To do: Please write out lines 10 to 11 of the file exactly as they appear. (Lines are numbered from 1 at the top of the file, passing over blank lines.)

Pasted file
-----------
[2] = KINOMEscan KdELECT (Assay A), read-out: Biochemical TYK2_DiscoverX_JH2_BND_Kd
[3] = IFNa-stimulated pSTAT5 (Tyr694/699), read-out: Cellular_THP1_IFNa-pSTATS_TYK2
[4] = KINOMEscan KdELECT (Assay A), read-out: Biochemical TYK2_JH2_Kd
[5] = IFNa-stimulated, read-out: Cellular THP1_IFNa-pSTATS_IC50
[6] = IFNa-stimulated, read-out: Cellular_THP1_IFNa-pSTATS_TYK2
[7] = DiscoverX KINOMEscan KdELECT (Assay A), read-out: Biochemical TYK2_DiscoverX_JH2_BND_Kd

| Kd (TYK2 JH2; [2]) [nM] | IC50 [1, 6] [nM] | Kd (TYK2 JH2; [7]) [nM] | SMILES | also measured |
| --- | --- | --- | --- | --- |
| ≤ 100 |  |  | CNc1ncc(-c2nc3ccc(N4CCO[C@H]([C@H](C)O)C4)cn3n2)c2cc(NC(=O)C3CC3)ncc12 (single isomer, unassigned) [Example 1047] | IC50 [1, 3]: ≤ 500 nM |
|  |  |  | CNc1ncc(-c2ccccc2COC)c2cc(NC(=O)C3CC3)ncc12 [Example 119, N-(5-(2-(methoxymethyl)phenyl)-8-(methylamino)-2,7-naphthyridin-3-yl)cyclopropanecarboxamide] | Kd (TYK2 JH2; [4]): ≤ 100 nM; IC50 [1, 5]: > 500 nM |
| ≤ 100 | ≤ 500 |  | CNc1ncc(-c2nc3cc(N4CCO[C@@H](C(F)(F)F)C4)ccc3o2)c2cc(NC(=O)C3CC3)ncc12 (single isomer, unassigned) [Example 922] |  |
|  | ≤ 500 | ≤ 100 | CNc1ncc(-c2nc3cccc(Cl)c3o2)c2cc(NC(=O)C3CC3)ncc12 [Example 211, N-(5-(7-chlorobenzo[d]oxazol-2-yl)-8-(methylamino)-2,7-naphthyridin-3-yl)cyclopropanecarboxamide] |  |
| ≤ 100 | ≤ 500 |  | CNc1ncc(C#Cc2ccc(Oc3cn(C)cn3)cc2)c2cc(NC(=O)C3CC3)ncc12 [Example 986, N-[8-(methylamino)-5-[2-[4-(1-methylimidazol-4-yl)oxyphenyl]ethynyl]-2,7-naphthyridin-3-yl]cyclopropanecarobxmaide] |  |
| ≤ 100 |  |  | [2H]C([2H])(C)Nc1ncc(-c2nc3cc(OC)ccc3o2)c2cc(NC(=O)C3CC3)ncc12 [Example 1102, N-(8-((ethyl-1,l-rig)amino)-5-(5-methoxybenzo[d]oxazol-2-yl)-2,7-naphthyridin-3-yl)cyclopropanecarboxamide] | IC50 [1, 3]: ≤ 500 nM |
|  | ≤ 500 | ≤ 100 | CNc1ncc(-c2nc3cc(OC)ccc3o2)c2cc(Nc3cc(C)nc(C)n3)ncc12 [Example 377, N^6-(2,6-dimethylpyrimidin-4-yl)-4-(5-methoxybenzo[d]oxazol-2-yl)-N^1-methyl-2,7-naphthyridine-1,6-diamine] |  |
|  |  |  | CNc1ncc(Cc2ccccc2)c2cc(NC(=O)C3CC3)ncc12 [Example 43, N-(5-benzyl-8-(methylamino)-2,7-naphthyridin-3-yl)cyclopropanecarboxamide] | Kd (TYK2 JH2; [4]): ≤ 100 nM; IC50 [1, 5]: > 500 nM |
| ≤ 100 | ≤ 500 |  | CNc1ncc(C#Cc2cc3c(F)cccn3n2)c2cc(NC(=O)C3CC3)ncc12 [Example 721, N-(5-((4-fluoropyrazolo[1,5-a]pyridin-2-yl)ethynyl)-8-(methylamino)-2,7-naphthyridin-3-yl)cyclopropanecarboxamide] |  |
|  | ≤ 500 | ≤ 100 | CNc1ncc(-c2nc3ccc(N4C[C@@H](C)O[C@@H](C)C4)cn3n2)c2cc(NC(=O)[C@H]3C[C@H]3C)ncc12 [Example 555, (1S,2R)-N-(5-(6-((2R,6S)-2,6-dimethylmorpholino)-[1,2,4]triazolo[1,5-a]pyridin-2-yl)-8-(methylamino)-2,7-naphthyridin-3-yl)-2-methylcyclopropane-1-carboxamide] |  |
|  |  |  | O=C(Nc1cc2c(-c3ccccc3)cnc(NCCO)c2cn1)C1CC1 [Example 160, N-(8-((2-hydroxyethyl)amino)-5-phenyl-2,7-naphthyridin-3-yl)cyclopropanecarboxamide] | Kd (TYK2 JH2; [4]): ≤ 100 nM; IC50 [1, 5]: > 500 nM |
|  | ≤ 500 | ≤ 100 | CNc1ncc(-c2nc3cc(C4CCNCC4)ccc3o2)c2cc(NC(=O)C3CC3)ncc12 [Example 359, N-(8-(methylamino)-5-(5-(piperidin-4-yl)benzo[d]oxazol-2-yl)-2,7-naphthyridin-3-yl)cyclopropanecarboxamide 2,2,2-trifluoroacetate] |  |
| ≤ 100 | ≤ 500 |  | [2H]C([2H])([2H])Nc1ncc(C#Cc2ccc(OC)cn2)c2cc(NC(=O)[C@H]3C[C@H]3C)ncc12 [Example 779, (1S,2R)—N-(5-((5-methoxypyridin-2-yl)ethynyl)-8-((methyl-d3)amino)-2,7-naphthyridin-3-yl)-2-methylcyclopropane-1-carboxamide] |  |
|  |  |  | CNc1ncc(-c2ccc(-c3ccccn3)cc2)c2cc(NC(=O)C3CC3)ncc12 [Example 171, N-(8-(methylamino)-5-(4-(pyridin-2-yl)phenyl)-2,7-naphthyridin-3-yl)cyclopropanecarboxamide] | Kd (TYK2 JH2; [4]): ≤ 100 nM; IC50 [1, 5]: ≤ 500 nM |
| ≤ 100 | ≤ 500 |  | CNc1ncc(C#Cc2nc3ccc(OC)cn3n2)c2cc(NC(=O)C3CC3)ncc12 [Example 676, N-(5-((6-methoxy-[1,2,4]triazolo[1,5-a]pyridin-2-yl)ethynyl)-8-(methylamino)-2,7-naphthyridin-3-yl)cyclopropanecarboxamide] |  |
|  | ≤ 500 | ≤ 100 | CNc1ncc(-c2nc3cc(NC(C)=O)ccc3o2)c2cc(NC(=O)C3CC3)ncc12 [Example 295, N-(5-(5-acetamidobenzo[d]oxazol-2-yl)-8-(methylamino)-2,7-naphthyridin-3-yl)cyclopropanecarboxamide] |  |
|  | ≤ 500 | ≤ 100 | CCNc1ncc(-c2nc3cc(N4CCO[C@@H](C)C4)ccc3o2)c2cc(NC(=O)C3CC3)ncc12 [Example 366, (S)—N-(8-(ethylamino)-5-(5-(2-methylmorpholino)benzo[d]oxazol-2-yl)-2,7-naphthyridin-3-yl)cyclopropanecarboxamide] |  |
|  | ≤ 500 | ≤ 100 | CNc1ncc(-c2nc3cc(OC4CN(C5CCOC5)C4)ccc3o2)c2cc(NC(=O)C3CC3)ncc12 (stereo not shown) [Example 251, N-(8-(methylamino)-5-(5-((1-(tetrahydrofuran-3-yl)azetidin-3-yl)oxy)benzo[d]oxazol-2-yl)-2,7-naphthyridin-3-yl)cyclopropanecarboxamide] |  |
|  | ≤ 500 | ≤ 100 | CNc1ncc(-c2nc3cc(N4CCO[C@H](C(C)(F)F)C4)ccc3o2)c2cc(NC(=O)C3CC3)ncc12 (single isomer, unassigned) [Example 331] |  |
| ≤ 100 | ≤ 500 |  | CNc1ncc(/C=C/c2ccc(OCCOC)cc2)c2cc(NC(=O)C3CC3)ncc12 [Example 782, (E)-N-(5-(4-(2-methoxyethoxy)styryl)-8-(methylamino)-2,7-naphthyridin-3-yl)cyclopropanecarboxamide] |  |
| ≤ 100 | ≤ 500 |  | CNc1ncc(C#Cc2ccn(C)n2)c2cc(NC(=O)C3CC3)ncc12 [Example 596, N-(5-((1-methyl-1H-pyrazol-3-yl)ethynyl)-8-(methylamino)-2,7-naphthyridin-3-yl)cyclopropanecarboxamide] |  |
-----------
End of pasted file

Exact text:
|  |  |  | CNc1ncc(-c2ccccc2COC)c2cc(NC(=O)C3CC3)ncc12 [Example 119, N-(5-(2-(methoxymethyl)phenyl)-8-(methylamino)-2,7-naphthyridin-3-yl)cyclopropanecarboxamide] | Kd (TYK2 JH2; [4]): ≤ 100 nM; IC50 [1, 5]: > 500 nM |
| ≤ 100 | ≤ 500 |  | CNc1ncc(-c2nc3cc(N4CCO[C@@H](C(F)(F)F)C4)ccc3o2)c2cc(NC(=O)C3CC3)ncc12 (single isomer, unassigned) [Example 922] |  |